It happens very often that the poetry which brought fame to the struggling poet will be remembered more, praised more, and in the long run evaluated higher than the poetry of the famous poet. This is to some extent true of Forché: The Country Between Us remains her best selling book, and will probably always be the source of her most anthologized poems, but The Angel of History marks growth and ambition as a poet. Forché’s witness, in this book, extends from her firsthand observation of war and destruction in El Salvador and Beirut to historical recreations of the atrocities of war in France, Germany and Japan. She moves away from the lyric “I” of The Country Between Us, and the accounts of her personal confrontation with the world of warfare and suffering, to create a poem at once longer and more fragmented, in the tradition of T. S. Eliot’s The Waste Land, incorporating many voices, mostly the voices of the lost. In terms of scope and of poetic innovation, The Angel of History moves a long way from The Country Between Us, and its ambition was generally recognized and applauded by critics and readers alike.

The recording angel whom Forché summons is taken from an essay by Walter Benjamin, who describes the angel of history with a face "turned toward the past. Where we perceive a chain of events, he sees one single catastrophe which keeps piling wreckage and hurls it in front of his feet." That wreckage is counted in images as horrific as any in modern poetry, from the dead girl who "was thought to be with child/ Until it was discovered that her belly had already been cut open/ And a man's head placed where the child would have been" to the red flower which the speaker casually dislikes because its particular shade reminds her "of a woman’s brain crushed under a roof."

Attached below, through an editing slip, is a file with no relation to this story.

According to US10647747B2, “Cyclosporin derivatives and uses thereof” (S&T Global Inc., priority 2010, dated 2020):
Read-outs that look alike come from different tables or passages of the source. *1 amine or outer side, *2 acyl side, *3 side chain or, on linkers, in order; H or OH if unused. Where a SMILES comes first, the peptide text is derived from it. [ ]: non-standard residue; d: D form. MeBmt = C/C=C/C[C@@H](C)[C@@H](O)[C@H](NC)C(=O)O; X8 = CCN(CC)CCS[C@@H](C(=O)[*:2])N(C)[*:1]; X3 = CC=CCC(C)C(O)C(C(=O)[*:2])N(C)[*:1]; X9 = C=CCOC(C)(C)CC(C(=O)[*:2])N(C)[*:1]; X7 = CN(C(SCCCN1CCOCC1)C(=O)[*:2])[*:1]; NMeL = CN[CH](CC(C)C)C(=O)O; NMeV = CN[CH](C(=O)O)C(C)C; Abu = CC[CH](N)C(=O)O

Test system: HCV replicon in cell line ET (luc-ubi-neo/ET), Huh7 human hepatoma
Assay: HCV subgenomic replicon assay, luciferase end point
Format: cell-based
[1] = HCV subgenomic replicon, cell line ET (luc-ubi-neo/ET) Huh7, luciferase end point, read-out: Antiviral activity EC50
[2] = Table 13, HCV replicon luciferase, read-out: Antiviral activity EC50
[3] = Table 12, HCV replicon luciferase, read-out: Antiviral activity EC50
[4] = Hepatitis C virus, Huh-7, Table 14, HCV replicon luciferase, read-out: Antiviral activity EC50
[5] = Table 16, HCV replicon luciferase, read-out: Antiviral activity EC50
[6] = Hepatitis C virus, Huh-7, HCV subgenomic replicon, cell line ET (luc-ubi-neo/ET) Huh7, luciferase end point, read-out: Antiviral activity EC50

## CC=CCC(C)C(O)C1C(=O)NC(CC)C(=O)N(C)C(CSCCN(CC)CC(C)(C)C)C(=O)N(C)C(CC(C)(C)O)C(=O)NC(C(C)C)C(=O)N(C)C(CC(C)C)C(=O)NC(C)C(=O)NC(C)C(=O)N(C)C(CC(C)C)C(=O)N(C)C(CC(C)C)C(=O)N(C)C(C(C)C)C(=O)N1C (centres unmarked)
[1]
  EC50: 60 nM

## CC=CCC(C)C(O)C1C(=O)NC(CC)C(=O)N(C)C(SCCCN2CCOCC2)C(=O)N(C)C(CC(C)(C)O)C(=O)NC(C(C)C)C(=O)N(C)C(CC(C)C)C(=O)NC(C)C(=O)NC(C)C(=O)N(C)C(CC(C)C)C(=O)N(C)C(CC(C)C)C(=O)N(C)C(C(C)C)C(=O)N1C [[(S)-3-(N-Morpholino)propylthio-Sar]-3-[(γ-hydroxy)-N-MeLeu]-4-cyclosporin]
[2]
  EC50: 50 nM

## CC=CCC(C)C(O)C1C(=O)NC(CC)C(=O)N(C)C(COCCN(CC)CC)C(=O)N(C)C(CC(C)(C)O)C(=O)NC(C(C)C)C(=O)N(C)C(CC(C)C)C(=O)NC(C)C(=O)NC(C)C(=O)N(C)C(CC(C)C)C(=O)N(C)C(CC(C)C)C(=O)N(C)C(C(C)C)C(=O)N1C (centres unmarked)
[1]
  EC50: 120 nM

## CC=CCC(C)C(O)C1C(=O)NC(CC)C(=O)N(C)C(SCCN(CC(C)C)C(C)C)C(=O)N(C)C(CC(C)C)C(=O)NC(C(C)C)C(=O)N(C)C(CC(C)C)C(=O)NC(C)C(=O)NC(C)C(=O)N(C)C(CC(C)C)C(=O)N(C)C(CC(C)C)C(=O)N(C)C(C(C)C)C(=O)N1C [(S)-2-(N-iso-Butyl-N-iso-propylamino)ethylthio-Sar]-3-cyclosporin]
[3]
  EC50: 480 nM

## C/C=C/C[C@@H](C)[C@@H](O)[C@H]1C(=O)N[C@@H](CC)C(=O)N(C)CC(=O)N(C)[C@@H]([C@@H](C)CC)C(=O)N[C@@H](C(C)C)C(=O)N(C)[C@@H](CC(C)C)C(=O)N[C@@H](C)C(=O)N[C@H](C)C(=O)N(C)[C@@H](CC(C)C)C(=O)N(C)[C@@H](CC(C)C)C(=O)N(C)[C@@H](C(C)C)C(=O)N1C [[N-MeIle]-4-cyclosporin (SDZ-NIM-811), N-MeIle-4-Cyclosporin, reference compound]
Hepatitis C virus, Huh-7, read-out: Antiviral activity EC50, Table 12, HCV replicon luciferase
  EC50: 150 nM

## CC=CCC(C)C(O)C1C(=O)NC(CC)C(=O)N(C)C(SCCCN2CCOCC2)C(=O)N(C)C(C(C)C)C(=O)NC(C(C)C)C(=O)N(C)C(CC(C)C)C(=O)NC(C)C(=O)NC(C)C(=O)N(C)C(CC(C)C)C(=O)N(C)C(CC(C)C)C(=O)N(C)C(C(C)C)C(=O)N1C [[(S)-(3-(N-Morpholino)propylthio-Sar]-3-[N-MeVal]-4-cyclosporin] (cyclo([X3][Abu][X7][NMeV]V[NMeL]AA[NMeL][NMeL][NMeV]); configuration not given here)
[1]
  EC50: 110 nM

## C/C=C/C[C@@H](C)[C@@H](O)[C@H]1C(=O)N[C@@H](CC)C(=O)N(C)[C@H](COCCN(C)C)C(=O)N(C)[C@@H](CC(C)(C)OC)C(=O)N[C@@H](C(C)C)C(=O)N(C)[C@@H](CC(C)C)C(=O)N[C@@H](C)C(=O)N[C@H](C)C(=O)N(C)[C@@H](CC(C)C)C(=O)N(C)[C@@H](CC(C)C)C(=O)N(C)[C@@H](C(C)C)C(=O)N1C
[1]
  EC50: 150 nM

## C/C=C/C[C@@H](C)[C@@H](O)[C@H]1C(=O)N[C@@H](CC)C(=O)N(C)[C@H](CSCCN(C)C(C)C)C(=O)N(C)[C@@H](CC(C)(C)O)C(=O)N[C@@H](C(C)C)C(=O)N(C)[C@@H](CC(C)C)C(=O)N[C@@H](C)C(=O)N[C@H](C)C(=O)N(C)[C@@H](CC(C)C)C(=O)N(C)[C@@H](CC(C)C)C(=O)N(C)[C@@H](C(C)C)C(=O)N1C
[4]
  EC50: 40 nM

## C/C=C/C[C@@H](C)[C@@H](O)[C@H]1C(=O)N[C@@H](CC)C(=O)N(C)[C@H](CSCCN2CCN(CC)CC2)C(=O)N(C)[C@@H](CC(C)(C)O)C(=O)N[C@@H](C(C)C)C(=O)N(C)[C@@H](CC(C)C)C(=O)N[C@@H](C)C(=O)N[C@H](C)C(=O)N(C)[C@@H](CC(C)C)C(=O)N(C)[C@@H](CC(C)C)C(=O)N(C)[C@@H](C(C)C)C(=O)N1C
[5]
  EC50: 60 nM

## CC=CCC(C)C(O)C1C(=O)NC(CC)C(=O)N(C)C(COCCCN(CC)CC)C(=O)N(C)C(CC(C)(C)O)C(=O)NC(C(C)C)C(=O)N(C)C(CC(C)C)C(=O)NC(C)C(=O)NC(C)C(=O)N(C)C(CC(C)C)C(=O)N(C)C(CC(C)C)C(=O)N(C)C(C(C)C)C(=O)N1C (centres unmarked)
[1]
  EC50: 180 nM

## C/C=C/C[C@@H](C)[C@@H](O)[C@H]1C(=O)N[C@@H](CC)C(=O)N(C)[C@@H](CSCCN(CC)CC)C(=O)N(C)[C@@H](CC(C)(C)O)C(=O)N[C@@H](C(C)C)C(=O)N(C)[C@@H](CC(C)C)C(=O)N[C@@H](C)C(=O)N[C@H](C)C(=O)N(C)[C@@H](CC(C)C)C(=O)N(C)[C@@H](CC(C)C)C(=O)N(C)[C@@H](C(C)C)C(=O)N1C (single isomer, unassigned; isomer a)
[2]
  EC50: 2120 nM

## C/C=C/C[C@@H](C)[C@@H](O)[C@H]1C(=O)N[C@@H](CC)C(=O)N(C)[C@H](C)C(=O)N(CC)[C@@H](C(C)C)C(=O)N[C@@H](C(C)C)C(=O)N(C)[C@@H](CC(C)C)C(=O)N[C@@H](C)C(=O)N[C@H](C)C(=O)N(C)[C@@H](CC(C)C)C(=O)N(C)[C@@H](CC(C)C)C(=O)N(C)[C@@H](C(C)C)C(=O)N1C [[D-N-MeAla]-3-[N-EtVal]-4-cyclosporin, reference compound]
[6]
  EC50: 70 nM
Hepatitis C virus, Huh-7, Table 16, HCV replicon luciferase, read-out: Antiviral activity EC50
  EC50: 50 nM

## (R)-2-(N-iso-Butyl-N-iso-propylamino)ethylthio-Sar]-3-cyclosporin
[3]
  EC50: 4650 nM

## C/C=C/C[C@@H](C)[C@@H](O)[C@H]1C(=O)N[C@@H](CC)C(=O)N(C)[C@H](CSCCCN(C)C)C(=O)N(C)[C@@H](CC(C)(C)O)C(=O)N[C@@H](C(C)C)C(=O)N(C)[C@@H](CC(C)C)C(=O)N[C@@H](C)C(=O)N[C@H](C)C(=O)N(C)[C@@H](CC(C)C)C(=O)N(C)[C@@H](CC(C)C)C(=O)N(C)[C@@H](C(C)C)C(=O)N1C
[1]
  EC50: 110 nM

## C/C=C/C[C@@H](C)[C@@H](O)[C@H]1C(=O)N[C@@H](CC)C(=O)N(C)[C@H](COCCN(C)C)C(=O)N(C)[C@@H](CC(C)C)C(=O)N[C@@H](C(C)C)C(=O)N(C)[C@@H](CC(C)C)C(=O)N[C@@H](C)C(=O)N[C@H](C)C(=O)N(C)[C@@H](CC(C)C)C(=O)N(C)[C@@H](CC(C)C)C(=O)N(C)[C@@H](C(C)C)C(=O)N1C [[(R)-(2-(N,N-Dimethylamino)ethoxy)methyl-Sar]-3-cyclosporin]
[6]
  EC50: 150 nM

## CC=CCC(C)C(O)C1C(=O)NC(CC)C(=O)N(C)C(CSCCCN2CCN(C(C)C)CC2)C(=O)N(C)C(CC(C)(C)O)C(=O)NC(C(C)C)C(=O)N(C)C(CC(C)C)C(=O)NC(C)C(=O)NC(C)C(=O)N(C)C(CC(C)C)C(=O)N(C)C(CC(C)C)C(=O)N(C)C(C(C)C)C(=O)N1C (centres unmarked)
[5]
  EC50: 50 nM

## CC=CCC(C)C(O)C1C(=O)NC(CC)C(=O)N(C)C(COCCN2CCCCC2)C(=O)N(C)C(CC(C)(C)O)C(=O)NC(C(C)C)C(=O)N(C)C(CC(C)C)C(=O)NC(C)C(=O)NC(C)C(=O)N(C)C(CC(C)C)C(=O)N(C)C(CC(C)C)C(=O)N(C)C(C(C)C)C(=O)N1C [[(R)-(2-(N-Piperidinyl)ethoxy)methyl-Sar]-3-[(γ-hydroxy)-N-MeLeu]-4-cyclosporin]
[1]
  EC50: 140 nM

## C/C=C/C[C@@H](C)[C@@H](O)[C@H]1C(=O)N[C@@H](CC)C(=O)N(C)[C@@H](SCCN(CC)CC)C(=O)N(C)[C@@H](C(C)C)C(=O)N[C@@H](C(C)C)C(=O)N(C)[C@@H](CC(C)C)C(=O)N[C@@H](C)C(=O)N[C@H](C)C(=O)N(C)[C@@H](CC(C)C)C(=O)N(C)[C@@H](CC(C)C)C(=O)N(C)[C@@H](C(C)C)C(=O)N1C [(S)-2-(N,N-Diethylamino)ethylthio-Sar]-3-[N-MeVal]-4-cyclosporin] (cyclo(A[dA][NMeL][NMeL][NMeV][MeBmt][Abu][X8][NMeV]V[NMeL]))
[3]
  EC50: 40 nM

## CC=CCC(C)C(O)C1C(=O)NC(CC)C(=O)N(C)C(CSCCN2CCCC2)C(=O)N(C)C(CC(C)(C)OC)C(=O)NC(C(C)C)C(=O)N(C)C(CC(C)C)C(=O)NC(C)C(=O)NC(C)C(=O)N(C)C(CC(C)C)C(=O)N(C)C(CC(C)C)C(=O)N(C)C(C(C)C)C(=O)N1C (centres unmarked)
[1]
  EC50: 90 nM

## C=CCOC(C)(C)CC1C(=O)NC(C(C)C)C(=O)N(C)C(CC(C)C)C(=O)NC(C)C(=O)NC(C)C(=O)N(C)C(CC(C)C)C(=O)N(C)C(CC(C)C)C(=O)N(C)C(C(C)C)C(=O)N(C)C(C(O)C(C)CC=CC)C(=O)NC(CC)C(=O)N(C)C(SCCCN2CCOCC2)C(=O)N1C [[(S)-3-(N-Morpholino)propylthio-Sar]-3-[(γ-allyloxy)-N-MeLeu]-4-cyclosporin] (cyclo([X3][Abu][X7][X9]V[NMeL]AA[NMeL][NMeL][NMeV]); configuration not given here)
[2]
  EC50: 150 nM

The angel speaks through many voices, often left deliberately ambiguous and difficult to identify. Voices heard in the book include Forché’s Czech immigrant grandmother, Anna; a suicidal patient in a Paris hospital who has survived the Nazis only to conclude that God is a psychopath; the Hungarian poet Miklos Radnoti, whose last poems were found on his corpse in a mass grave of concentration camp prisoners; a Hiroshima survivor, now a tour guide at the Garden Shukkei-en, in a section of the poem that is better able to exist separately, and so is most often anthologized. The woman, in summing up her thoughts near the end of the poem, tells a tourist/listener from America that “We have not, all these years, felt what you call happiness/ But at times, with good fortune, we experience something close.”